On the anniversary of the 1988 poison gas attack on the Iraqi Kurdish town of Halabja: A report documenting 161 poison gas attacks in Syria since the war began five years ago has been published. More than two thirds of the attacks have taken place after the adoption of UN Security Council Resolution 2118 v. in September 2013.
On 16 March 1988, the Iraqi army shelled the Kurdish town of Halabja with a cocktail of various chemical agents. 5,000 people were killed by the attacks, while another 5000-10000 suffered immensely and died of the painful effects sometime later.
To date, the effects of this attack are still visible. Not only in Halabja, but in other Iraqi Kurdish towns as well, where people continue to suffer from the consequences of these attacks.
On this anniversary of the Halabja attacks, the renowned Syrian American Medical Society (SAMS) has presented an extensive study on the use of chemical weapons by the Syrian state apparatus. The report details that despite the adoption of UN Security Council Resolution 2118 – and the subsequent (alleged) disarmament of the Syrian chemical weapons arsenal in September 2013 – that the use of chemical weapons against the civilian population in the territories held by the opposition continued. The report documents 161 cases of chemical weapon attacks by Syrian government troops – with more than two thirds of the attacks occurring after the adoption of UN Security Council Resolution.
Thus, the report documents the complete failure of international policy towards Syria – and a shocking ignorance of the horrors of chemical warfare in the Middle East.
It is not only the Syrian regime that has systematically used poison gas. There is multiple evidence that the Islamist militia ‘Islamic State’ possess chemical warfare agents and is using them.
For decades the various dictatorships in the Middle East have sought after the possession of chemical weapons. Chemical weapons are considered the “atomic bomb of the poor” because they are relatively easy and inexpensive to manufacture, but also because they constitute an ultimate threat to civilian populations of minority or other disliked groups. In practice however, they have been used against one’s own people. Specifically there are more than 60 proven cases in the 1980s of Saddam Hussein’s regime using chemical weapons against Kurdish cities and villages. The biggest and most devastating of these attacks took place in the Iraqi Kurdish town of Halabja on 16 March 1988.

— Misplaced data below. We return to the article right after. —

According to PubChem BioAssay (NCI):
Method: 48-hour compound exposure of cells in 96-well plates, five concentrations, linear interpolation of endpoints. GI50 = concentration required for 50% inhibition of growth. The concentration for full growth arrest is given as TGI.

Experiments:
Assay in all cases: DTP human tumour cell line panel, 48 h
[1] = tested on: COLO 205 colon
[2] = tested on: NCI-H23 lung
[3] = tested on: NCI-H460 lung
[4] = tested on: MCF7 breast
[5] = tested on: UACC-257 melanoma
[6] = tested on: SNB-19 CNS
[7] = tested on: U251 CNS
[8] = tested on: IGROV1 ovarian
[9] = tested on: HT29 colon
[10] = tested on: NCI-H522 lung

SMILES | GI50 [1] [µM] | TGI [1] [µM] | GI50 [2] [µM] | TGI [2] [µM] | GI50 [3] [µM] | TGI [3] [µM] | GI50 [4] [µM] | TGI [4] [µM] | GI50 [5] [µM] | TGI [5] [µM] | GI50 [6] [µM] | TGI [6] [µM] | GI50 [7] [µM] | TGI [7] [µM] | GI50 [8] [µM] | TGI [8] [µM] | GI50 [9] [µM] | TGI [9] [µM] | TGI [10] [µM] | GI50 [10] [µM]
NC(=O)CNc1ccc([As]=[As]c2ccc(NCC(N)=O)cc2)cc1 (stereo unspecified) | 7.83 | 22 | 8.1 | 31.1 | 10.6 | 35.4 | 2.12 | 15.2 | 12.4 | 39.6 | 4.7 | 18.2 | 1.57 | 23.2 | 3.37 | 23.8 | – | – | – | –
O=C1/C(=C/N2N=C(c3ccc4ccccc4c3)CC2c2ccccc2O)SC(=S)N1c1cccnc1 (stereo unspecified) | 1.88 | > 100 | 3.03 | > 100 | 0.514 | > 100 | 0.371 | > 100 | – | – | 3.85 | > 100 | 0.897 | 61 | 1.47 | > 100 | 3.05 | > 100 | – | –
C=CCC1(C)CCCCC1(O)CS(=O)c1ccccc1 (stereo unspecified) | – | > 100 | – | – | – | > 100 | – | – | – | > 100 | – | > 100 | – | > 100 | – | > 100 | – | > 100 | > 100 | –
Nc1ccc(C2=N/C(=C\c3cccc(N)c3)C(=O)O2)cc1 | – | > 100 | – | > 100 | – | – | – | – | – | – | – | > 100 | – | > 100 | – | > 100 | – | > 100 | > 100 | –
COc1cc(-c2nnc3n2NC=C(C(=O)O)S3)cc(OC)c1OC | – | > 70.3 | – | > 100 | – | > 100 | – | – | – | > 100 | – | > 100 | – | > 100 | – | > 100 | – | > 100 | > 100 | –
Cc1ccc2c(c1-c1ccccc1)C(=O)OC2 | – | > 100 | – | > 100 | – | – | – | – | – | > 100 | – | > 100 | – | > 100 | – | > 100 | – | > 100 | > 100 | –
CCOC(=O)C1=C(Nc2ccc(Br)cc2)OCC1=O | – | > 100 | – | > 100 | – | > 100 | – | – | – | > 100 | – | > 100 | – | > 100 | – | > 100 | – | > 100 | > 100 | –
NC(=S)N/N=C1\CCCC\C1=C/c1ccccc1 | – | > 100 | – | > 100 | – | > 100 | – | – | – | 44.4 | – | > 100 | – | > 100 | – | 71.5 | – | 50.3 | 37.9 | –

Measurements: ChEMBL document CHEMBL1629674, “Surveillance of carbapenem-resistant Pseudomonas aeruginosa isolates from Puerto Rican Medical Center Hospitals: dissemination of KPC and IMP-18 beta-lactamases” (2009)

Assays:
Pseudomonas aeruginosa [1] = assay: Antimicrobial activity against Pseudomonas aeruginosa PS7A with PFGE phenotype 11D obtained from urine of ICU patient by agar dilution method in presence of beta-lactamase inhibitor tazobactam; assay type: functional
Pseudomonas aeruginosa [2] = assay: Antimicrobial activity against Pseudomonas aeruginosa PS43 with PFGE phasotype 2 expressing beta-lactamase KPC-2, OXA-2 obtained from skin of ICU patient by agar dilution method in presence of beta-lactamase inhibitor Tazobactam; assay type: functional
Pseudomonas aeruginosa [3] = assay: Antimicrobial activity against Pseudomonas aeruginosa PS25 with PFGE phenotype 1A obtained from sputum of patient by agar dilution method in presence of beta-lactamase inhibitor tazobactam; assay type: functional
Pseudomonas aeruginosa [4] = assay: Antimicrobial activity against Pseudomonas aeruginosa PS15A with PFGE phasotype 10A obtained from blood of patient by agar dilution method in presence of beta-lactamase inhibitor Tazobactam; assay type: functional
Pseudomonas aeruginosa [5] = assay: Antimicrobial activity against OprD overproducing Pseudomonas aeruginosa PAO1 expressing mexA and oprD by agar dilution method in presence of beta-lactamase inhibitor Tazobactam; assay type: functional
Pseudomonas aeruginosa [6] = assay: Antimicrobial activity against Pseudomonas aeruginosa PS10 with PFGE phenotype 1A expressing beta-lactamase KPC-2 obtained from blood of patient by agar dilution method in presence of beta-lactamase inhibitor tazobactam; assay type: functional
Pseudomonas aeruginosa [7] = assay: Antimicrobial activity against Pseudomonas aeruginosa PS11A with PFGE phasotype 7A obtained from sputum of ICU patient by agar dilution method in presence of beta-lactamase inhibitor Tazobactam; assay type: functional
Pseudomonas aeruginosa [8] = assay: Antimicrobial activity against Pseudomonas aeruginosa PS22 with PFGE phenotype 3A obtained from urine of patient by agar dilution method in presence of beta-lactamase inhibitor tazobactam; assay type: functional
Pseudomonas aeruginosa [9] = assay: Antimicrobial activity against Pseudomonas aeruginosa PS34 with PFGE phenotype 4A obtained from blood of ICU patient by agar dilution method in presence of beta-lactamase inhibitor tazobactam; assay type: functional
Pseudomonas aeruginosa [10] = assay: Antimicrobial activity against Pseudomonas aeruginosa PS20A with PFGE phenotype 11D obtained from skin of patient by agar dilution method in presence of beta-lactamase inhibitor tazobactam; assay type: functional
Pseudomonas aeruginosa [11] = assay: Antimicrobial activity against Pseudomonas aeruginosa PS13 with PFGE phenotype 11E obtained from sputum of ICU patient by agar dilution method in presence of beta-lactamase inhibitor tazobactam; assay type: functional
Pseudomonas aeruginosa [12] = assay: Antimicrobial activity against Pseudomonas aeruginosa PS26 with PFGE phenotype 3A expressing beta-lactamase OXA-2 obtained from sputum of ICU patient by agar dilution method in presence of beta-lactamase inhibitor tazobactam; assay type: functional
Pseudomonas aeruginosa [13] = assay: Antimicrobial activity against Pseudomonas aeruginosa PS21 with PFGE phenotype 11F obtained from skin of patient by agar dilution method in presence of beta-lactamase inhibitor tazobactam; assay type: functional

The case of Iraq shows two things:
First, it turns out that the “atom bomb of the poor” is an ideal weapon to terrorize a civilian population. Chemical warfare agents do not only have dire physical consequences for those affected but devastating psychological effects as well. They are easy to deploy, and because they have a temporary effect that leaves the infrastructure essentially intact, their use is relatively difficult to prove (after the fact) in war zones.
Second, it has become more and more apparent that the use of chemical weapons against one’s own population is unlikely to be punished in any way by international legal action. On the contrary: even when it was clear that chemical warfare agents were being produced by the Iraqi state’s ‘pesticide factories’ the trade in raw materials and production equipment carried on unhindered. When doubts were expressed, the argument of ‘dual use goods’ was presented.
The German Federal Ministry of Economics used the ‘dual use goods’ argument in its September 2013 justification for the supply of 137 tons of raw chemical materials to Syria between 2002 to 2006.
The Syrian government continues to remain unpunished for its use of chemical weapons against its own people. President Barak Obama declared in 2013, that the use of chemical weapons was a ‘red line’ that should not be crossed. Yet, when the Assad regime did exactly that by using Sarin gas against the eastern Damascus suburbs the international community barely reacted. Only the controlled disarmament of chemical weapons has been agreed to. An agreement made with the Syrian government, and executed on the basis of their (voluntary) information. Five years after the beginning of the Syrian ‘civil war’ and twenty eight years after the Halabja attack, the world has done little to punish suppliers or perpetrators of chemical weapon agents.
To date, the German Federal Government has yet to officially apologize for supporting the Iraqi chemical weapons programs. Even after years of the people of Halabja demanding a formal apology.
As long as the perpetrators go unpunished and the use, or, production of chemical weapons goes unpunished; Halabja can happen again at any time.
Over the last 25 years the German-Iraqi aid agency Wadi e. V. supports various projects in Halabja and other places in Iraqi Kurdistan, which were bombarded with poison gas. Wadi also works closely with initiatives from the Syrian Ghouta on various long-term projects.
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